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Food Independence Day

Thousands of Americans, including eight governors, have signed on to Food Independence Day, pledging to feature local, sustainable foods in their July 4th holiday meals.

The governor of Maine and his family will be eating lobster, potato salad, and blueberry pie, according to an AP story reposted at  In South Dakota the menu includes pheasant jerky; in Maryland, crab cakes.

Food Independence Day is the idea of Roger Doiron of Kitchen Gardeners International, a nonprofit that promotes food self-reliance through kitchen gardens and sustainable food systems.  Earlier this year Doiron initiated the successful campaign for a vegetable garden on the White House lawn.  

Organic oasis in a food desert

Englewood residents and food justice activists will celebrate “the death of a food desert” when a new food market featuring local and organic produce opens for a community dinner and fundraiser Friday.

Graffiti and Grub, a project of urban farm pioneer LaDonna Redmond and “hip-hop educator” Wil Seegars, will open on June 19 for a healthy soul food dinner and a program of performances to celebrate Juneteenth. They’re raising funds to complete renovations of the store, with a full-scale opening planned for later this summer.

The store has been ten years in the making for Redmond. In 1999, after her son was diagnosed with severe food allergies and she couldn’t find organic produce in her own neighborhood, she and her husband Tracey began their own food garden.

A former organizer with the North Austin Coalition and co-director of Sisterhouse, Redmond took up the issue of access to healthy food more broadly, developing urban farm sites and a farmers market on the West Side, and operating Organico, an organic market at the Garfield Park Conservatory, for three seasons.

Today six farm sites in Austin and West Garfield are part of her legacy, along with a program in which 175 teens will be learning about green technology and installing urban farm sites and individual home gardens this summer. But her longterm goal was always to open a year-round grocery store.

Graffiti and Grub is “a community-based solution to the issue of food deserts,” she said. “Just bringing in an outside major chain grocery store isn’t enough” to address broader issues of health disparities for African Americans. “In addition to choices, people need a support system,” and Redmond describes the store as a “wellness center” providing information and education on food and health issues.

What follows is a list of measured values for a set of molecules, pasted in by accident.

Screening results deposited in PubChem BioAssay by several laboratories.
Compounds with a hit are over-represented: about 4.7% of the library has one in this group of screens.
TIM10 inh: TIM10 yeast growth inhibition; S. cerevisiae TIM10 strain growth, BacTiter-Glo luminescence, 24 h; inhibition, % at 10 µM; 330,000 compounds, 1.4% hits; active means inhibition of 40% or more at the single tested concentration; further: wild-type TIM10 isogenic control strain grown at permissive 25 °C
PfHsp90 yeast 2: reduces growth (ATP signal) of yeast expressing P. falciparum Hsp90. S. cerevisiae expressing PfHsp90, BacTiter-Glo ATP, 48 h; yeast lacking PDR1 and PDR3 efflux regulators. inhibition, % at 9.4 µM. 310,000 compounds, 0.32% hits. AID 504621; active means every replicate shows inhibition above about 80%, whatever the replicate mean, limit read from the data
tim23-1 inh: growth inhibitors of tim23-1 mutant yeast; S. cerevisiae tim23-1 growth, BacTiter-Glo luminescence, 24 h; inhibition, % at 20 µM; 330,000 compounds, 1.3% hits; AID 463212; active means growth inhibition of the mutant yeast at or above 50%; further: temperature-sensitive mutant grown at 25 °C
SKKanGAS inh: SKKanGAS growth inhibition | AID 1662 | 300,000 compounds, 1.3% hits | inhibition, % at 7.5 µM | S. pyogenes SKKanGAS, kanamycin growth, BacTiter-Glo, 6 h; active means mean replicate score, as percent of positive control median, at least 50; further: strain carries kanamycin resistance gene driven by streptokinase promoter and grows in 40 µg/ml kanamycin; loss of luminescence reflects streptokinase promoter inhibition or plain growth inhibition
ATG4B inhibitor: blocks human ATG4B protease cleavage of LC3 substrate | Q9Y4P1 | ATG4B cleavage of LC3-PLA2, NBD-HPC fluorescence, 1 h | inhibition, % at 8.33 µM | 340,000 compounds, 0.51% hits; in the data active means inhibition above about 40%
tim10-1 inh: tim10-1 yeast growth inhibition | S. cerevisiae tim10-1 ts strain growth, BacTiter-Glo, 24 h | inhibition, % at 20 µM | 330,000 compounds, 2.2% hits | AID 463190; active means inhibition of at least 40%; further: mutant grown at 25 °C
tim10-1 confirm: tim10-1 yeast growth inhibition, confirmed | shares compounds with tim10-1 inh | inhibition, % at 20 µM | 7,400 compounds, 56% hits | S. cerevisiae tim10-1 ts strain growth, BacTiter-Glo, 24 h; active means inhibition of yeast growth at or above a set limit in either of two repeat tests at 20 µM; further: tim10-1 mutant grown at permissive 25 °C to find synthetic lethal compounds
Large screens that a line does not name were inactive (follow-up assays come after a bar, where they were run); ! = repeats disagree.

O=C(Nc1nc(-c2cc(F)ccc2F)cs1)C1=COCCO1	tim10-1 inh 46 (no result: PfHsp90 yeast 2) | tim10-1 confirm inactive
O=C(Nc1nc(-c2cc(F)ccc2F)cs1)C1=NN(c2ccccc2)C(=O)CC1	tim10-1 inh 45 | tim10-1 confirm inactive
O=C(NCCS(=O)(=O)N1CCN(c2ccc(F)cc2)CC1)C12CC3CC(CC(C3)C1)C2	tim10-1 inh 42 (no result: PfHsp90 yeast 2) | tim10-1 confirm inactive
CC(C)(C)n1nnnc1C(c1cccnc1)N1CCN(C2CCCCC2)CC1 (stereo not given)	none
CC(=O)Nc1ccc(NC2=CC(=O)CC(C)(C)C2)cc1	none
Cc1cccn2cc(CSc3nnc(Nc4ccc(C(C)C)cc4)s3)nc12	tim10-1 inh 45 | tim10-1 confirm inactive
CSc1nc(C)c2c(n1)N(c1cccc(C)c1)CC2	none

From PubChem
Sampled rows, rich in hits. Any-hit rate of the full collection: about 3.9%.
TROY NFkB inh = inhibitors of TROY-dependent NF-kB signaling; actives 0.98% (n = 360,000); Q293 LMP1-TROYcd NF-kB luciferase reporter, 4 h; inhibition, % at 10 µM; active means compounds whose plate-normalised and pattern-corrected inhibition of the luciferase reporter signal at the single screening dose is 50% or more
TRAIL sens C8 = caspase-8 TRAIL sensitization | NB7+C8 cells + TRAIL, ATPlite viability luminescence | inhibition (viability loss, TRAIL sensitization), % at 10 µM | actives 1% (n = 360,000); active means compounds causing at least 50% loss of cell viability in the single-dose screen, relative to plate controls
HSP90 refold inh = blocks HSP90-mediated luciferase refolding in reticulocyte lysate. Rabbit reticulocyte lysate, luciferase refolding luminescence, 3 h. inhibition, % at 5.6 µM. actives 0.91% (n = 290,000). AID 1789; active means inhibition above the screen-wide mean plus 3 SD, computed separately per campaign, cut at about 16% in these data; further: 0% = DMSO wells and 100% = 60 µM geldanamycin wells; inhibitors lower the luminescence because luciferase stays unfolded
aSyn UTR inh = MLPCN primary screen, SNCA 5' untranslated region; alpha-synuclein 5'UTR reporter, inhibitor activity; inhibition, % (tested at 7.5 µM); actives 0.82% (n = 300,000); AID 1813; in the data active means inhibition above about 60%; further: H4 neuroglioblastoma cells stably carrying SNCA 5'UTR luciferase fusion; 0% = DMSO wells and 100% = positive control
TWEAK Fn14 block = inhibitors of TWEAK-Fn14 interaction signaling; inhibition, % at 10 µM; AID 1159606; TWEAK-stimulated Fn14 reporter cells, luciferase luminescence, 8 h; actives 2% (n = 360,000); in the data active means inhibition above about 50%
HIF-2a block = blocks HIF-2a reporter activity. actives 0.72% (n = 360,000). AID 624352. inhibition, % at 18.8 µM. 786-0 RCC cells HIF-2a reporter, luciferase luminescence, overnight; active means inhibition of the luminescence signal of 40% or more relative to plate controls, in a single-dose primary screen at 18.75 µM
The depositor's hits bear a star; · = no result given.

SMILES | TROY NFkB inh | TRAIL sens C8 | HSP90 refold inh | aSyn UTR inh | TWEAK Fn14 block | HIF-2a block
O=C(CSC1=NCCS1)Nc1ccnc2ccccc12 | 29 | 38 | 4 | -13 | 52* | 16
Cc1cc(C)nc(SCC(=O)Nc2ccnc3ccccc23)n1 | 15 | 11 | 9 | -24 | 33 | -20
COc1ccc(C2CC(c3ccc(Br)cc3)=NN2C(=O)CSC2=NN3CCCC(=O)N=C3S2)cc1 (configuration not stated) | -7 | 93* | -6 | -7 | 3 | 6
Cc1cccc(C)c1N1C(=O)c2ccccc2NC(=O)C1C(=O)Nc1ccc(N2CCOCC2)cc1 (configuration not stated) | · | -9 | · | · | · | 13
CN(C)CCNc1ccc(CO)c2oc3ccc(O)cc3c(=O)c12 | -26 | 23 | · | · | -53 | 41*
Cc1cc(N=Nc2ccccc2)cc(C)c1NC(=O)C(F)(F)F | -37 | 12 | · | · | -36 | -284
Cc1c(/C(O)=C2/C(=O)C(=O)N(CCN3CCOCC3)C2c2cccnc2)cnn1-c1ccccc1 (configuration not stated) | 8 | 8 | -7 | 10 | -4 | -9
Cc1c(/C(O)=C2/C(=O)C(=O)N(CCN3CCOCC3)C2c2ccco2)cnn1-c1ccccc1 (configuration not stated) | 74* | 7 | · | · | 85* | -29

“There really does need to be local ownership in order to get businesses that are responsive to the community,” she said.

Seegars’ role is to foster creativity and entreprenuership among young people.

Local chefs are preparing meals — with and without meat, and vegan as well — and d.j.s and entertainers will be performing late into the night at Graffiti and Grub’s Juneteenth Celebration, Friday, June 19, starting at 5 p.m. at 5923 S. Wentworth.

Food stamp, pantry use increases

The number of Chicago area households relying on food stamps increased 15 percent in the past year, and the number of households relying on food pantries is up by 34.5 percent, according to the Chicago Community Trust‘s monthly Metro Chicago Vital Signs report.  February saw 19,000 jobs cut in large-scale layoffs in the area.

One million meals

The Chicago Community Trust announced the first round of grants in its new Unity Challenge (see December’s Newstip).  Grants throughout the six county region will provide an addition 1 million meals at food pantries and soup kitchens, an additional 2,100 beds at 25 area shelters, and stepped-up homelessness prevention. 

Rising need for food and shelter

The Chicago Community Trust has launched a $3 million initiative to help food pantries and homeless shelters respond to sharply rising need.

With its new Unity Challenge, the community foundation is providing a 2-to-1 match for donations up to $1 million to the grant fund, which will help nonprofits build capacity to meet basic human needs.

The Trust has also initiated a new monthly report, Metro Chicago Vital Signs, which tracks rising unemployment, hunger, homelessness and foreclosures in the metropolitan area.

According to the December report, from September 2007 to September 2008, the metropolitan area’s unemployment rate rose from 4.9 percent to 6.6 percent, and foreclosure filings doubled, reaching over 14,000 in the third quarter of this year. The number of individuals using food pantries has risen by a third, and calls for homelessness prevention are rising, reaching nearly 6,200 in October.